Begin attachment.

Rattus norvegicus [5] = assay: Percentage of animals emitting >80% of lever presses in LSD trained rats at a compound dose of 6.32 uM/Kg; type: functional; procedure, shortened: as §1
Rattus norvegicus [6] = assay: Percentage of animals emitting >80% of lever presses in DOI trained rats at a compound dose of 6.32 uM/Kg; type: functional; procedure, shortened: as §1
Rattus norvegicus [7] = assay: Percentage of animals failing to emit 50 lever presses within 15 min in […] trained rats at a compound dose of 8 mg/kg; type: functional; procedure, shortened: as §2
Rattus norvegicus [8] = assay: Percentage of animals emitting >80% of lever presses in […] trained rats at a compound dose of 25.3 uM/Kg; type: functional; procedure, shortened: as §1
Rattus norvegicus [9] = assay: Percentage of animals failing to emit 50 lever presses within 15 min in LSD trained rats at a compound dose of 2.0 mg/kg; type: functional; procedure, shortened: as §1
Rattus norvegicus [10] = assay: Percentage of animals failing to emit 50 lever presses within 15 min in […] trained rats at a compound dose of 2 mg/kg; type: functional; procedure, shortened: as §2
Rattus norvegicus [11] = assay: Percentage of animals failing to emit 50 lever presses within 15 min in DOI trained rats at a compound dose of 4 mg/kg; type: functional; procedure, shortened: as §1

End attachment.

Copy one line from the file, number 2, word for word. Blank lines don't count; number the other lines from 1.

Rattus norvegicus [6] = assay: Percentage of animals emitting >80% of lever presses in DOI trained rats at a compound dose of 6.32 uM/Kg; type: functional; procedure, shortened: as §1